Upon first metabolic evaluation, 81/123 patients (66%) were classified as MAO (Table 2, full data not available for 4 patients). Of the patients for whom data was available, prediabetes/type 2 diabetes (50/121 (41%)) and hypertriglyceridemia (33/113 (29%)) were the most common newly diagnosed metabolic anomalies. A total of 84/127 (66%) women were treated with metformin in vast majority after prediabetes or type 2 diabetes was diagnosed. Through participation in the program, further laboratory work-up showed normalization of metabolic parameters in 25/81 (31%) of MAO patients who were subsequently classified as metabolically corrected patients. It was also noted that 56/77 (73%) of the patients tested for vitamin D status were found to be vitamin D insufficient/deficient.
During follow-up, 67/127 (53%) biochemical and clinical pregnancies were recorded in 58 women (Table 3). Forty-two (42/67, 63%) of the pregnancies were achieved without ART, either with weight loss and metabolic stabilization alone (11%) or combined with metformin (36%), and/or oral ovulation drugs such as clomiphene citrate (15%) or letrozole (2%). ART was used in 43/127 (34%) of patients, of whom 22/43 achieved pregnancy either with IUI (n=10), donor insemination (DI) (n=6) or IVF (n=6). The main outcome of this study was pregnancy (Table 3). Statistically significant differences between pregnant and non-pregnant women were observed for hypertriglyceridemia (aRR 1.91, 95% CI 1.01, 3.59), final BMI (aRR 0.95, 95% CI 0.90, 0.99) and normal vitamin D (aRR 2.74, 95% CI 1.67, 4.49) status, with lower BMI, normal triglycerides and sufficient vitamin D level all favoring pregnancy. At the end of the study, each unit of BMI lost on regression analysis was associated with a 5% increase in pregnancy rate (p=0.045).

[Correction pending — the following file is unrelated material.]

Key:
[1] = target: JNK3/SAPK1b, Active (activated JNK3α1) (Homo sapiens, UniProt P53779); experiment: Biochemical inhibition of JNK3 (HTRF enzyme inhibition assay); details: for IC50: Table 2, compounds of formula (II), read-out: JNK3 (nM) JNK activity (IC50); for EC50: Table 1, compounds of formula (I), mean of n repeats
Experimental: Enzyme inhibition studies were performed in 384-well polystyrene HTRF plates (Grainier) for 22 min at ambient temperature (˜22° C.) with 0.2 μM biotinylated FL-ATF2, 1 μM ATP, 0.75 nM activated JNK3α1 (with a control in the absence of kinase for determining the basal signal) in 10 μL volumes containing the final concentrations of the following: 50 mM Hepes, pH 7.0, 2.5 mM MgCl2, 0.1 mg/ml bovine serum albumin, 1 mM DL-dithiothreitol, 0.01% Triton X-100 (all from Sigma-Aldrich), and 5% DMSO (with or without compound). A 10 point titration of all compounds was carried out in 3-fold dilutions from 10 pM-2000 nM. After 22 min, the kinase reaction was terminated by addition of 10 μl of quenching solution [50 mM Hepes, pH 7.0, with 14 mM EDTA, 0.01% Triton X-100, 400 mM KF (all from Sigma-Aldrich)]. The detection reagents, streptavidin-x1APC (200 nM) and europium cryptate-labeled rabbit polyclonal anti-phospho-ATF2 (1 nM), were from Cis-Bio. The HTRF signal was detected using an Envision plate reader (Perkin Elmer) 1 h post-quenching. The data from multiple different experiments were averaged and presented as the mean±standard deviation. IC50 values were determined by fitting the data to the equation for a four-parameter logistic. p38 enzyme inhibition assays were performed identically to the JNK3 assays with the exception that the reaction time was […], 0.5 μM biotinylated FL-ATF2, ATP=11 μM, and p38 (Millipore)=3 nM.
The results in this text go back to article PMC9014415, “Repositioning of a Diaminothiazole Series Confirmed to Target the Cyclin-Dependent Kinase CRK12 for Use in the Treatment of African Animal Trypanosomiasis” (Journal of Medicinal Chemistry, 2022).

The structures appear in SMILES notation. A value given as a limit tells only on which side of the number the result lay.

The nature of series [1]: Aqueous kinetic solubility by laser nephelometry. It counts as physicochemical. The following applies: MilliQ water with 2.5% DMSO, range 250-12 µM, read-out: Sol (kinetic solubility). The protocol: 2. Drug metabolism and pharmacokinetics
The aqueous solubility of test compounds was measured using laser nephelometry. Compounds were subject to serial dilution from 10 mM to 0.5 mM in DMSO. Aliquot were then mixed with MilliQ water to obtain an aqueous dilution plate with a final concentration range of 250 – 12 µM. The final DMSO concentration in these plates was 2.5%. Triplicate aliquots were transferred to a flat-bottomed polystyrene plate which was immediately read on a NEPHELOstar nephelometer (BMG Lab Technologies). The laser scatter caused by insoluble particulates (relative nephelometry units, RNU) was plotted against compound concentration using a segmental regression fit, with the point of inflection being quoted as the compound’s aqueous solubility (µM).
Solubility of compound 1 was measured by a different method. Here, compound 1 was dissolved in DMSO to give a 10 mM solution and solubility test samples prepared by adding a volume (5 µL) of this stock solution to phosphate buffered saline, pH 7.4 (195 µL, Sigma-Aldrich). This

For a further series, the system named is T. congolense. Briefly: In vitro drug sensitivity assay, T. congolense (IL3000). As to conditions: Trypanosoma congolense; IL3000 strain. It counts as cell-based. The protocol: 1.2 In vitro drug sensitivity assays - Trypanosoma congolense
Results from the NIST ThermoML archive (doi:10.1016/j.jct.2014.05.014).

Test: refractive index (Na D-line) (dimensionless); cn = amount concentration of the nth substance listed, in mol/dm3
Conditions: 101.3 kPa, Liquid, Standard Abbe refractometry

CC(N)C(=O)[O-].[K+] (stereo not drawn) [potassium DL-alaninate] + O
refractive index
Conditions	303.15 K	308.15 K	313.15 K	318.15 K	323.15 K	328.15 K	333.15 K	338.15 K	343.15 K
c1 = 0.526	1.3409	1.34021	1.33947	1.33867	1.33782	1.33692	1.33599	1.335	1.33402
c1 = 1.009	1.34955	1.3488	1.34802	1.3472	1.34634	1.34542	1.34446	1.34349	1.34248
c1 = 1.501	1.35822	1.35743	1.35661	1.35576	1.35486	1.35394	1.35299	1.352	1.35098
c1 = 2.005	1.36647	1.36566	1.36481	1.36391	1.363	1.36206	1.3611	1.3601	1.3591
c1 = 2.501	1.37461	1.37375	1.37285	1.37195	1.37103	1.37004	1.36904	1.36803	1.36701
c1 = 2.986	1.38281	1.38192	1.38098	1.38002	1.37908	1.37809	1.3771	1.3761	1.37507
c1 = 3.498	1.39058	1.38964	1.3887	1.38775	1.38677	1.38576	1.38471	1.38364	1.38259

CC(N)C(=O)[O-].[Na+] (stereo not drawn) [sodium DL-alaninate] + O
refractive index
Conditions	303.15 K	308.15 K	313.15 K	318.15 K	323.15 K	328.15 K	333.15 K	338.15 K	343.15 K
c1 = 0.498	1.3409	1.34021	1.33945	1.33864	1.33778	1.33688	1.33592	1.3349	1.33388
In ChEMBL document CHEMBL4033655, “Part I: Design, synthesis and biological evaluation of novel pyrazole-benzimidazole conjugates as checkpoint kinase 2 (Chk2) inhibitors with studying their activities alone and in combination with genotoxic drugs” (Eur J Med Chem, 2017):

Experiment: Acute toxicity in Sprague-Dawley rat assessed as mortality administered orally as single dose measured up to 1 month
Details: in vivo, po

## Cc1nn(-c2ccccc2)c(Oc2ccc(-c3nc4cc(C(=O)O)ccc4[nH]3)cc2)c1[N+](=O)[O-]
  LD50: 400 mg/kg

The group of MNO was compared to the group of MAO patients (Table 2). Within each group, the final weight was significantly lower than the initial weight (p<0.001 , analysis on paired data); however, there was no significant difference between groups for the variables examined. 
The cumulative rates of pregnancy were calculated for the MNO and MAO groups and subgroups and the Kaplan-Meier curves are presented in figure 1. While the patients in the MNO group tended to conceive more rapidly than the MAO patients, the difference was not statistically significant (Log-rank test: 0.227, p=0.739). 

Discussion
The metabolic global approach offers a comprehensive evaluation of the metabolic profile of obese women presenting to our fertility center before undergoing fertility treatments. To our knowledge, this is the first study to examine the impact of a comprehensive metabolic approach on pregnancy rate. Two-thirds of patients in our cohort had at least one metabolic abnormality at initial evaluation. Women who became pregnant were significantly more likely to have a normal triglyceride level, lower BMI and replete vitamin D status, compared to women who did not become pregnant, indicating the importance of these specific metabolic parameters in fertility.
Pregnancy rates were similar in the MAO, MNO and corrected-MAO groups. The inconclusive associations found may be due to the short duration of follow-up, the small sample size and to the fact that all women received similar care and lifestyle advice to favor pregnancy.